</li>
<dt><strong><a name="target_dir" class="item"><strong>target</strong> = DIR</a></strong>

<dd>
<p>The value of this key must contain an absolute path to the directory
that is allowed to be changed. If this value is set, XStow will report
an error if it would touch any other, or upper directory within the tree.
It is allowed that there are more than one <strong>target</strong> keys in this
section. <strong>The value should not end with a '/'!!</strong></p>
</dd>
</li>
<dt><strong><a name="target_add_traversable_links_bool" class="item"><strong>target-add-traversable-links</strong> = BOOL</a></strong>

<dd>
<p>Automatically add the targets of traversable links to the targets list.
This can be useful if you do not add manually all possible targets of 
traversable links to the target list. By default this value is set to
false.</p>
</dd>
</li>
</dl>
<p>If your stow directory is '/stow' and all packages should be installed
in '/usr/local/' such a config file will make sense:</p>
<pre>
        [traverse-links]
        link = /usr/local/etc</pre>
<pre>
        [protect-dirs]
        target = /usr/local
        target-add-traversable-links = true</pre>
<p>XStow will report an error if it would install a package outside of
'/usr/local'</p>
<p>
</p>
<h2><a name="section_debug">SECTION debug</a></h2>
<p>These values will be ignored if one of these values is set by command
line option.</p>
<dl>
<dt><strong><a name="module_module" class="item"><strong>module</strong> = MODULE</a></strong>

<dd>
<p>Set the default debug module.</p>
</dd>
</li>
<dt><strong><a name="level_integer" class="item"><strong>level</strong> = INTEGER</a></strong>

<dd>
<p>Set the debug level.</p>
</dd>
</li>
</dl>
<p>
</p>
<h2><a name="section_config_files">SECTION config-files</a></h2>
<dl>
<dt><strong><a name="in_home_bool" class="item"><strong>in-home</strong> = BOOL</a></strong>

<dd>
<p>Search in home directory for a config file named &quot;xstow.ini&quot; or
&quot;.xstow.ini&quot;. Only in the home directory will be searched for hidden
files.</p>
</dd>
</li>
<dt><strong><a name="in_stow_dir_bool" class="item"><strong>in-stow-dir</strong> = BOOL</a></strong>

<dd>
<p>Search in current stow directory for a config file</p>
</dd>
</li>
<dt><strong><a name="in_other_stow_dirs_bool" class="item"><strong>in-other-stow-dirs</strong> = BOOL</a></strong>

<dd>
<p>Search in other public stow directories for config files.</p>
</dd>
</li>
<dt><strong><a name="file_file" class="item"><strong>file</strong> = FILE</a></strong>

<dd>
<p>Read this config file too.</p>
</dd>
<dd>
<p>It is allowed that there are more than one <strong>file</strong> keys in this
section.</p>
</dd>
</li>
</dl>
<p>
</p>
<h2><a name="section_links">SECTION links</a></h2>
<dl>
<dt><strong><a name="absolute_paths_bool" class="item"><strong>absolute-paths</strong> = BOOL</a></strong>

<dd>
<p>Create links with absolute path names.</p>
</dd>
</li>
</dl>
<p>
</p>
<h2><a name="section_exec">SECTION exec</a></h2>
<p>If a package comes with some GNU info files, <strong>install-info</strong> creates
an index directory named 'dir' in STOWDIR/PACKAGE/share/info. If this
is the first package with an info index file this won't be a
problem.</p>
<p>If a second package creates another 'dir' file in
the packages info directory, this file will not contain the
informations from the first package too and xstow will report a
problem unless you use the <strong>ignore</strong> or <strong>copy</strong> option.</p>
<p>But using the <strong>copy</strong> option is not a solution since the content of
each of the files is incomplete.
You can use the <strong>ignore</strong> option and run <strong>mkinfodir</strong> in the
/usr/local/info directory after installing the package with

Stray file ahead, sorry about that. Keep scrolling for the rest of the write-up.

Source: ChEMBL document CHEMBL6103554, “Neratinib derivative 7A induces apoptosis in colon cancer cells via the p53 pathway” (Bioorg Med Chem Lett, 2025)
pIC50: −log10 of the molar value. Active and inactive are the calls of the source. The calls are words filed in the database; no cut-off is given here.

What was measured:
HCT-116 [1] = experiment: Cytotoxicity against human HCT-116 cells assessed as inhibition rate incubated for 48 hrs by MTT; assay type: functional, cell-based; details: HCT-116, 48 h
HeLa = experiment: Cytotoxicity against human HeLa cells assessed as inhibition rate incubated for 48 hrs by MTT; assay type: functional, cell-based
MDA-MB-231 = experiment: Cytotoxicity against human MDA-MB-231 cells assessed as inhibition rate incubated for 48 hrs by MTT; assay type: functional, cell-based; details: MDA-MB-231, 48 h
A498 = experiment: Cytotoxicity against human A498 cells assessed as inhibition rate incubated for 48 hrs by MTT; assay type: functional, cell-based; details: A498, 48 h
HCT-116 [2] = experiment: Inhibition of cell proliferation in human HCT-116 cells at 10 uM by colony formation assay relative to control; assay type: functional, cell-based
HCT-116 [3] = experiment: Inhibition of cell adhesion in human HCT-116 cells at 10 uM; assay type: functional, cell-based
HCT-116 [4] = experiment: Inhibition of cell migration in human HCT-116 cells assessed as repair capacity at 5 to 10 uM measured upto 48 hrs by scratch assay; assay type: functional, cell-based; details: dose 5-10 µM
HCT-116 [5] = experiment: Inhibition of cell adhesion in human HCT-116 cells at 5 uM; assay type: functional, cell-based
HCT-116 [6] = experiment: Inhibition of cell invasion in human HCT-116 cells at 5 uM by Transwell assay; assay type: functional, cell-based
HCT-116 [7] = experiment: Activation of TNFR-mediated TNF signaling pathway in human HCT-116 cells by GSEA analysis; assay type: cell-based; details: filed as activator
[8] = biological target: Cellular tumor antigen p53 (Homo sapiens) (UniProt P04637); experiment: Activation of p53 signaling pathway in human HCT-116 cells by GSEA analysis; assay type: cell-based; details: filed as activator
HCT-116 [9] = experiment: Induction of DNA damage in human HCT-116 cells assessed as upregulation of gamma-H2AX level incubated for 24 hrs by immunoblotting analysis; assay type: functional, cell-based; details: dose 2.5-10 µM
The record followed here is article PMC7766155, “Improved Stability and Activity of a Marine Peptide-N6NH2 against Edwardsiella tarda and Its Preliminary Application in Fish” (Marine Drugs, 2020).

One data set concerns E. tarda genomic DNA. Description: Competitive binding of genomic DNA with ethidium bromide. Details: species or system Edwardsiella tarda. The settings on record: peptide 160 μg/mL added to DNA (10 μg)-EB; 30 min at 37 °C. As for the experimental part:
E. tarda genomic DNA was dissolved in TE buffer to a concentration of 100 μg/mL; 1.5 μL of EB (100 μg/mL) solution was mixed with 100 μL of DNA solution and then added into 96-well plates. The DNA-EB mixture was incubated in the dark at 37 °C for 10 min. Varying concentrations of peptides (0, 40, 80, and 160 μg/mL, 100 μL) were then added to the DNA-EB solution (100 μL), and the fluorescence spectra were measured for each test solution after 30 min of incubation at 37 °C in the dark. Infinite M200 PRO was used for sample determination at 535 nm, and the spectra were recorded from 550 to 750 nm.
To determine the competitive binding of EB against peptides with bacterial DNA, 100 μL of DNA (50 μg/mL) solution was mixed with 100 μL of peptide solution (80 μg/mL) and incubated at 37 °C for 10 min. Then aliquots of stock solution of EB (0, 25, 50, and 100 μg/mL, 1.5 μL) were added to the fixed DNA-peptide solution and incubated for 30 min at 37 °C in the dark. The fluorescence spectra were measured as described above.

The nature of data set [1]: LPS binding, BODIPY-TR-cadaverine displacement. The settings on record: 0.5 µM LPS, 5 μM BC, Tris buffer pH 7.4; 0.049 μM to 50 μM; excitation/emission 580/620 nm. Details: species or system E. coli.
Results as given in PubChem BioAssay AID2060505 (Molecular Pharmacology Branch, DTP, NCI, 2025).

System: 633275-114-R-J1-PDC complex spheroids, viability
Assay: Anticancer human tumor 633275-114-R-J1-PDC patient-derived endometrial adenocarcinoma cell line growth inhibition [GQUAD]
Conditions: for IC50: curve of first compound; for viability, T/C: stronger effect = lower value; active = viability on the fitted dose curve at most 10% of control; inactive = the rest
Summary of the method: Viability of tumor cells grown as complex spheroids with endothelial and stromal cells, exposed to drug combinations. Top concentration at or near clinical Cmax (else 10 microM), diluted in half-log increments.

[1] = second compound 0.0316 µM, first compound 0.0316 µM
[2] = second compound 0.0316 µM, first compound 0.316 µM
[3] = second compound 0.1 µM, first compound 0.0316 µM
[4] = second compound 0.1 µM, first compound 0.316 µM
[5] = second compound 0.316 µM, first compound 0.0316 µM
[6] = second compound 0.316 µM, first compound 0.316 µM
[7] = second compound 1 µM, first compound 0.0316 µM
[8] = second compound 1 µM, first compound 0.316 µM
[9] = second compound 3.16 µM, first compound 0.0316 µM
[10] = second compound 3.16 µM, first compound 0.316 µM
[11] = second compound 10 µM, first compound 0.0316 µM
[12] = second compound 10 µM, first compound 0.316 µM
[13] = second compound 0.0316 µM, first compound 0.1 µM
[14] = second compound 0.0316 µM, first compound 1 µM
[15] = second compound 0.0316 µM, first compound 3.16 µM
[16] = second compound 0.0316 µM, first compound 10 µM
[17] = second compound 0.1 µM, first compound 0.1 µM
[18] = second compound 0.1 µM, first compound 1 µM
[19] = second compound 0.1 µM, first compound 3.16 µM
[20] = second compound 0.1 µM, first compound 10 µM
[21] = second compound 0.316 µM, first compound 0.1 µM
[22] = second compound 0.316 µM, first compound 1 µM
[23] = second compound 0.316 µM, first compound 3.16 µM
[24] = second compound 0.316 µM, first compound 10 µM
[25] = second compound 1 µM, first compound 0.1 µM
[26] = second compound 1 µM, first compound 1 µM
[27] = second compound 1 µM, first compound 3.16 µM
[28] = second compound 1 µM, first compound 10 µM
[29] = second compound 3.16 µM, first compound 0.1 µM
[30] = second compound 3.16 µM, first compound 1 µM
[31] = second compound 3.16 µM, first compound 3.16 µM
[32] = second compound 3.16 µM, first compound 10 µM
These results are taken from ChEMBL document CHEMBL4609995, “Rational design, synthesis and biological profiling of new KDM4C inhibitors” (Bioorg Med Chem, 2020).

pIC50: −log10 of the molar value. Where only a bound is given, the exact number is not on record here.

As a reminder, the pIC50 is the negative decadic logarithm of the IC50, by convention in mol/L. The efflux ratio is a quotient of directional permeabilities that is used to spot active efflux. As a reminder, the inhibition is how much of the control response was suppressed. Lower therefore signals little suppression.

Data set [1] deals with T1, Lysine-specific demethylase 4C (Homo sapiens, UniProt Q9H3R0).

xstow. (Such a script is available on various distributions.)</p>
<p>The other solution is running a program that merges the old and the
new 'dir' file.
This section provides a hook, that allows executing such tools if
a file or directory matches a condition.</p>
<p>XStow shippes a programm called <strong>merge-info</strong>(1) that can be used this
way.</p>
<p>There can be more than one <strong>exec</strong> Section within an ini file!</p>
<dl>
<dt><strong><a name="match_pattern" class="item"><strong>match</strong> = PATTERN</a></strong>

<dt><strong><a name="exec_command" class="item"><strong>exec</strong> = COMMAND</a></strong>

<dd>
<p>Executes the command if a file matches the <strong>match</strong> expression. %t is
replaces by the target file and %s is replaced by the source file.</p>
</dd>
</li>
<dt><strong><a name="exec_unstow_command" class="item"><strong>exec-unstow</strong> = COMMAND</a></strong>

<dd>
<p>Executes the command if a file matches the <strong>match</strong> expression and a
packages is unstowed. If <strong>exec-unstow</strong> is not set and a package will
be unstowed, nothing will be executed.
%t is replaces by the target file and %s is replaced by the source
file.</p>
</dd>
</li>
</dl>
<p>
</p>
<hr />
<h1><a name="example_xstow_ini">EXAMPLE xstow.ini</a></h1>
<p>
</p>
<h2><a name="example_1">EXAMPLE 1</a></h2>
<p>Here is an example xstow.ini which is common for a system where xstow
is managing the /usr/local tree.</p>
<pre>
        [traverse-links]
        keep-targets = true 
        link = /usr/local/tmp
        link = /usr/local/var
        link = /usr/local/man
        link = /usr/local/doc
        link = /usr/local/info</pre>
<pre>
        [keep-dirs]
        dir = /usr/local/bin
        dir = /usr/local/sbin
        dir = /usr/local/lib
        dir = /usr/local/include</pre>
<pre>
        [matches]
        ignore = *~ 
        ignore = core
        ignore = core.*
        ignore = CVS</pre>
<pre>
        [exec]
        match = dir # GNU info index file
        exec = merge-info %t %s -o %t
        exec-unstow = merge-info -u %t %s -o %t</pre>
<pre>
        [stow-dirs]
        dir = /usr/local/stow
        dir = /usr/local/stow2</pre>
<p>
</p>
<h2><a name="example_2">EXAMPLE 2</a></h2>
<p>This is an example xstow.ini for a system where xstow is managing the
'/usr/local' tree, but the stow directory is '/stow'.</p>
<pre>
        [matches]
        ignore = *~
        ignore = CVS
        ignore = core*</pre>
<pre>
        [stow-dirs]
        dir = /stow</pre>
<pre>
        [protect-dirs]
        target = /usr/local</pre>
<p>
</p>
<hr />
<h1><a name="see_also">SEE ALSO</a></h1>
<p><code>xstow(1)</code> merge-info(1)
xstow.ini file.</p>